tcp server program .. does not get block on recv

This is a discussion on tcp server program .. does not get block on recv within the C Programming forums, part of the General Programming Boards category; Hello all, I am trying to run a listener on 5000 port , here my issue is once i get ...

  1. #1
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    tcp server program .. does not get block on recv

    Hello all,

    I am trying to run a listener on 5000 port , here my issue is once i get a connection it gets data through recv, and i send back a message based on a condition.

    But in next iterieation it does not get stop here in recv call.

    It contiously loop around for recv. my understanding is as the other side client is not sending any data to port 5000 , it should stop .

    Here i donot think iam opening a socket in non blocking mode.

    Can any body guide me where am i getting missed here.



    Code:
    #include <string.h>
    #include <sys/types.h>
    #include <sys/socket.h>
    #include <stdio.h>
    #include <stdlib.h>
    #include <errno.h>
    #include <unistd.h>
    #include <netinet/in.h>
    #include <arpa/inet.h>
    #include <sys/wait.h>
    #include <signal.h>
    #include <sys/wait.h>
    #include <syslog.h>
    
    #define MYPORT 5000
    
    #define BACKLOG 10
    #define MAX_MSG 1000;
    
    int new_fd;
    
    int mysighandler(int signo)
    {
         close(new_fd);
         syslog(LOG_DEBUG,"EXIT client program");
         exit(0);
    }
    
    int main(void)
    {
         int sockfd;
         struct sockaddr_in my_addr;
         struct sockaddr_in their_addr;
         socklen_t sin_size;
         struct sigaction sa;
         int yes = 1;
         char mesg[1000]; 
         char mesg1[570];
         static int i = 0;
    
         memset(mesg,0,1000);
         memset(mesg1,0,570);
    
         //     strcpy(mesg1,"HTTP/1.1 200 OK\r\nCONTENT-LENGTH:435\r\nCONTENT-TYPE: text/xml; charset='UTF-8'\r\nSERVER: 'OS/version' UPnP/1.0 'product/version'\r\n\r\n<?xml version='1.0' encoding='UTF-8'?>\r\n<soap-env:Envelope xmlns:soap-env='http://schemas.xmlsoap.org/soap/envelope/'\r\n soap-env:encodingStyle='http://schemas.xmlsoap.org/soap/encoding/'>\r\n<soap-env:Body>\r\n<m:AuthenticateResponse\r\nxmlns:m='urn:NETGEAT-ROUTER:service:ParentalControl:1'>\r\n</m:AuthenticateResponse>\r\n<ResponseCode>000</ResponseCode>\r\n</soap-env:Body>\r\n</soap-env:Envelope>\r\n\0");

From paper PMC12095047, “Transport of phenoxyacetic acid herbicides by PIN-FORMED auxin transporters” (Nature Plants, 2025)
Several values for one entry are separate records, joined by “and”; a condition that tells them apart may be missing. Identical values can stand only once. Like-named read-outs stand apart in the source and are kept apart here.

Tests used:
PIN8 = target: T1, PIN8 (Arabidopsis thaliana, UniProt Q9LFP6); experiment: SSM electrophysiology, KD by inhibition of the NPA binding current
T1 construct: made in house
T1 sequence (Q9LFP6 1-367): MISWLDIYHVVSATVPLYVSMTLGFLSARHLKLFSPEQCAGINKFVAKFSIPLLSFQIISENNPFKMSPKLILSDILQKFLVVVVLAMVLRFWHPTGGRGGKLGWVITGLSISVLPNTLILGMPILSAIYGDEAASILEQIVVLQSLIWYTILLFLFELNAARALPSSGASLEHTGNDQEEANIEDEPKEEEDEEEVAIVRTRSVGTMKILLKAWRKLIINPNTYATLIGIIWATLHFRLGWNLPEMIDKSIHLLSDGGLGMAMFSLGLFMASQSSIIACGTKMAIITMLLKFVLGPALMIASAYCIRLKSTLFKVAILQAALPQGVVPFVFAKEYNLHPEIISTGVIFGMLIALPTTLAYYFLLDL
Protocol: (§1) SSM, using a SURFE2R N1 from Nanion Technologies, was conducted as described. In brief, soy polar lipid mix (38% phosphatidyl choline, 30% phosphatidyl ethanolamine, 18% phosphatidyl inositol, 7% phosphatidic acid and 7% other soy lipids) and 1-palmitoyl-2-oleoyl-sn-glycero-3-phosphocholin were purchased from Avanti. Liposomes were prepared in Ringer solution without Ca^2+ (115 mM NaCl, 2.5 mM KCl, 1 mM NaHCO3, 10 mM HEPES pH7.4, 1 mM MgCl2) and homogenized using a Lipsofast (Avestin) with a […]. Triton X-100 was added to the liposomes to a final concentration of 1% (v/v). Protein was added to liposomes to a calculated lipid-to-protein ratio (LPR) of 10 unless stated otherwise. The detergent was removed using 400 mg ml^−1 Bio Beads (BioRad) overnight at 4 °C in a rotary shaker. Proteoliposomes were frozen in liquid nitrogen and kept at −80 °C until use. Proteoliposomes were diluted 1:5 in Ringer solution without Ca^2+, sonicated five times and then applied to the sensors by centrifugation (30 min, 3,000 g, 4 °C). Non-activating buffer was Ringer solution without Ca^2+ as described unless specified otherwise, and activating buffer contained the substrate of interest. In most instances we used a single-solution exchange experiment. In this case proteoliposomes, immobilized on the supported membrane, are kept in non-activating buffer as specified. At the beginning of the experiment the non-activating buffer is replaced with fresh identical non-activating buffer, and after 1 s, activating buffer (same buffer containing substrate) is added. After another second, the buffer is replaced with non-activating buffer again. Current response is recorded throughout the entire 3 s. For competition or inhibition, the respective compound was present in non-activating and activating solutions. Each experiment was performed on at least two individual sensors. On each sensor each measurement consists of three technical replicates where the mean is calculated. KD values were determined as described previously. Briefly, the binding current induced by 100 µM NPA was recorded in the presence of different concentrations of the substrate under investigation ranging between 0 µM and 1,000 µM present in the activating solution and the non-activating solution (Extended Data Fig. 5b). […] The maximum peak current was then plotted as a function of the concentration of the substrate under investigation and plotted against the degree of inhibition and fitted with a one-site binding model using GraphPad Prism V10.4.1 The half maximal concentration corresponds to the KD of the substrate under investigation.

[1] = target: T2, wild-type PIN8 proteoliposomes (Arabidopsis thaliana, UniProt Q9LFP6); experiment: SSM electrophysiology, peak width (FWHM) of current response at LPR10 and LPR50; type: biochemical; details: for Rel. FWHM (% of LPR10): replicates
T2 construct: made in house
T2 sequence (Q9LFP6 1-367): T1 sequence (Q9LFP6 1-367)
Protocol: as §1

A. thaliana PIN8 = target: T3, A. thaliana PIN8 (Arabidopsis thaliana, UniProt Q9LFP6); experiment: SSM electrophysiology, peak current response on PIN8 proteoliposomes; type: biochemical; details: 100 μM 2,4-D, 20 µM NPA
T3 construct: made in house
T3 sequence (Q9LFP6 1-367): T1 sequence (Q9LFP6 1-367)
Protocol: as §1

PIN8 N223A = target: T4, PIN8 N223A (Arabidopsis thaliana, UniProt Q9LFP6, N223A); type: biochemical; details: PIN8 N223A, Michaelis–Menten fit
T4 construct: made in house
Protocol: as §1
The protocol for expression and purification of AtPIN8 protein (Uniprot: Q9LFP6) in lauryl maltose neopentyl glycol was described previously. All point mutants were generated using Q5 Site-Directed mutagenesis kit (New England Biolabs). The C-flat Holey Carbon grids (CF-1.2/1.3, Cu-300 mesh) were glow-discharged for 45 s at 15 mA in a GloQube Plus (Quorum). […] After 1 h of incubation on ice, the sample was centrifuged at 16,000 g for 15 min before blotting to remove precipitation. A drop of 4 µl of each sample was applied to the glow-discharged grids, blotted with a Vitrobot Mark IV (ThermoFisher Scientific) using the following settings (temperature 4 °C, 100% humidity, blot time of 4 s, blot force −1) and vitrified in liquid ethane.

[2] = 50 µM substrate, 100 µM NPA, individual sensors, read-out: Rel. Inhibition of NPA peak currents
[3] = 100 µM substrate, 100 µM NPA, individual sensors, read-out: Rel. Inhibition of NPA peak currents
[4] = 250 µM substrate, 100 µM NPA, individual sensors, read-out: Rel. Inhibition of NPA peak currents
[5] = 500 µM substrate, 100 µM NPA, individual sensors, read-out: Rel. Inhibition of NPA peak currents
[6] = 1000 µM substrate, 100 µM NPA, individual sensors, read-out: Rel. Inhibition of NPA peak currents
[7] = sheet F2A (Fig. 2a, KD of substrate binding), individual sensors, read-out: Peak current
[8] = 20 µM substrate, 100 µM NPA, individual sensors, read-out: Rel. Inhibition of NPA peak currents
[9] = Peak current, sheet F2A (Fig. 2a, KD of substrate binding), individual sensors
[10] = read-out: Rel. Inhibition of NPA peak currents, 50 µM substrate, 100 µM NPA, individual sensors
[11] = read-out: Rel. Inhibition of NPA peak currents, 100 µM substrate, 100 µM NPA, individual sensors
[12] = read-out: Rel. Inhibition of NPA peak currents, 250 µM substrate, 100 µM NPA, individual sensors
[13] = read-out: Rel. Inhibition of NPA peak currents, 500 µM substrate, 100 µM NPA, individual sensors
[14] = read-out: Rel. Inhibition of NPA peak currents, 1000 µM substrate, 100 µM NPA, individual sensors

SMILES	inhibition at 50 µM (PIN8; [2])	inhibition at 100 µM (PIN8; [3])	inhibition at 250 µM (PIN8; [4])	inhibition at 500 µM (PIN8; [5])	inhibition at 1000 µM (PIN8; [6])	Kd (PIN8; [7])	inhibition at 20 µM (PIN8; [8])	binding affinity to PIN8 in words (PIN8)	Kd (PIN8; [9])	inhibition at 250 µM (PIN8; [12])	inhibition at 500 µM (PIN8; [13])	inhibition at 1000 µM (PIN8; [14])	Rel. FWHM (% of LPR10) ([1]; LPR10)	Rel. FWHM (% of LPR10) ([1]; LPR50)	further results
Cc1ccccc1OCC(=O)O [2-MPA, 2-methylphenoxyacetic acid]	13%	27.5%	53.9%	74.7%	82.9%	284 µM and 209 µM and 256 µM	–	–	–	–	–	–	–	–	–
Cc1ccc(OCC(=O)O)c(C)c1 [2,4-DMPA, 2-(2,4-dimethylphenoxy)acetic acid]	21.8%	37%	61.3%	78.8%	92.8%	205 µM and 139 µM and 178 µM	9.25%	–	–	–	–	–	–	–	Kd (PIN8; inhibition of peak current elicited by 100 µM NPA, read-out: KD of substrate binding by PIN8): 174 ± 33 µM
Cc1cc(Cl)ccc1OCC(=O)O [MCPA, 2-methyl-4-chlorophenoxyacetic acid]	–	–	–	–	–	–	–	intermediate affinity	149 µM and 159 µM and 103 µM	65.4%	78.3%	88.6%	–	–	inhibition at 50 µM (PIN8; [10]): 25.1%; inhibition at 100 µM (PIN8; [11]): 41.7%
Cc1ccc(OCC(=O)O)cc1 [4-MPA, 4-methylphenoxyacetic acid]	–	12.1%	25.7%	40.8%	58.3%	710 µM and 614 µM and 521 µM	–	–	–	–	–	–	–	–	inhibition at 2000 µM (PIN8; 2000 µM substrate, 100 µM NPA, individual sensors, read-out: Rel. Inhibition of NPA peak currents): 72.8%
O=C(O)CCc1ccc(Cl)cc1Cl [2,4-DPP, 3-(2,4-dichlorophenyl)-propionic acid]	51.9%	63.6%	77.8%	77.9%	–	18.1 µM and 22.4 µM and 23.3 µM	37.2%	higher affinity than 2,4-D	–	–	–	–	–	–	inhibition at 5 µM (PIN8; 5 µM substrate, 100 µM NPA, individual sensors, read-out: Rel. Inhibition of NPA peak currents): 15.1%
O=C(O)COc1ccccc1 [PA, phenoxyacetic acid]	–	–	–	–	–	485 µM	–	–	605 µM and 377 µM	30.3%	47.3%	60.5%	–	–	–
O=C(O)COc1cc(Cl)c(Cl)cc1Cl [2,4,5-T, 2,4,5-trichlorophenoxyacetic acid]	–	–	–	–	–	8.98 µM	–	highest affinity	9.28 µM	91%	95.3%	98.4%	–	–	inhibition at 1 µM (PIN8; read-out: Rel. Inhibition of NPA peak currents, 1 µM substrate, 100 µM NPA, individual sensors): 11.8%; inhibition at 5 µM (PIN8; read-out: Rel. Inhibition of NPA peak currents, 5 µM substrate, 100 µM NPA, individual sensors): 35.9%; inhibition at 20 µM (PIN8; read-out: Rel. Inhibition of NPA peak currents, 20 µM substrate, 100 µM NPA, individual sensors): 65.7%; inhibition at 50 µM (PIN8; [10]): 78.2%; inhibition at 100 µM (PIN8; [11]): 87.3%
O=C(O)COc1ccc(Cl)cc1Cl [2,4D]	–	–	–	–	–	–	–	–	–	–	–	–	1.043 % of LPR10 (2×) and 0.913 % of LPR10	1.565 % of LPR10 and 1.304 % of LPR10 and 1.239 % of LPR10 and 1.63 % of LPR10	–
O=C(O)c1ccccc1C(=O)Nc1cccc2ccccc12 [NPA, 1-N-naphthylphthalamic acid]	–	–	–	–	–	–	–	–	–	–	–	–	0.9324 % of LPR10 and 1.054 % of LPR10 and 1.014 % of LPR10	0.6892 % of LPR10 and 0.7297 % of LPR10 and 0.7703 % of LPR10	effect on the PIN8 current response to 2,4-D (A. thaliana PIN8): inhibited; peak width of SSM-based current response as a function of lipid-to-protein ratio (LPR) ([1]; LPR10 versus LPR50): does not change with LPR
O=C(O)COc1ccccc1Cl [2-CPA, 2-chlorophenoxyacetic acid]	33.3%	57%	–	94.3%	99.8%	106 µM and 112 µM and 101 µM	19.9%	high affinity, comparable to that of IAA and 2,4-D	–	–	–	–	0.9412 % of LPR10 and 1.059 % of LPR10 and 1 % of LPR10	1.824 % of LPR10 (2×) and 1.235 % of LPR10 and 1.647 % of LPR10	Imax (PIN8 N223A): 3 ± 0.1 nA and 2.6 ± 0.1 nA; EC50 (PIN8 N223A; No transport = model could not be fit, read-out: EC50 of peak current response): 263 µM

//strcpy(mesg1,"HTTP/1.1 200 OK\r\nCONTENT-LENGTH:435\r\nCONTENT-TYPE: text/xml; charset='UTF-8'SERVER: 'OS/version' UPnP/1.0 'product/version'\r\n\r\n<?xml version='1.0' encoding='UTF-8'?><soap-env:Envelope xmlns:soap-env='http://schemas.xmlsoap.org/soap/envelope/' soap-env:encodingStyle='http://schemas.xmlsoap.org/soap/encoding/'><soap-env:Body><m:AuthenticateResponse xmlns:m='urn:NETGEAT-ROUTER:service:ParentalControl:1'></m:AuthenticateResponse><ResponseCode>000</ResponseCode></soap-env:Body></soap-env:Envelope>\r\n\r\n");
    
         //strcpy(mesg1,"HTTP/1.1 200 OK\r\nCONTENT-LENGTH:435\r\nCONTENT-TYPE: text/xml; charset='UTF-8'\r\nSERVER: 'OS/version' UPnP/1.0 'product/version'\r\n\r\n<?xml version='1.0' encoding='UTF-8'?>\r\n<soap-env:Envelope\r\nxmlns:soap-env='http://schemas.xmlsoap.org/soap/envelope/'\r\nsoap-env:encodingStyle='http://schemas.xmlsoap.org/soap/encoding/'>\r\n<soap-env:Body>\r\n<m:AuthenticateResponse\r\nxmlns:m='urn:NETGEAT-ROUTER:service:ParentalControl:1'>\r\n</m:AuthenticateResponse>\r\n<ResponseCode>000</ResponseCode>\r\n</soap-env:Body>\r\n</soap-env:Envelope>\r\n");
    
         strcpy(mesg1,"HTTP/1.1 200 OK\r\nCONTENT-LENGTH:389\r\nCONTENT-TYPE: text/xml; charset=\"UTF-8\"\r\nSERVER: \"OS/version\" UPnP/1.0 \"product/version\"\r\n<?xml version=\"1.0\" encoding=\"UTF-8\"?>\r\n<soap-env:Envelope\r\nxmlns:soap-env=\"http://schemas.xmlsoap.org/soap/envelope/\"\r\nsoap-env:encodingStyle=\"http://schemas.xmlsoap.org/soap/encoding/\">\r\n<soap-env:Body>\r\n<m:AuthenticateResponse\r\nxmlns:m=\"urn:NETGEAT-ROUTER:service:ParentalControl:1\">\r\n</m:AuthenticateResponse>\r\n<ResponseCode>000</ResponseCode>\r\n</soap-env:Body>\r\n</soap-env:Envelope>\r\n");
    
    
    
         syslog(LOG_DEBUG,"Entered into the server program %d",__LINE__);
         
         if((sockfd = socket(AF_INET,SOCK_STREAM,0)) == -1)
         {
              perror("socket");
              exit(1);
         }
         
         my_addr.sin_family = AF_INET;
         my_addr.sin_port = htons(MYPORT);
         my_addr.sin_addr.s_addr = inet_addr("192.168.1.1");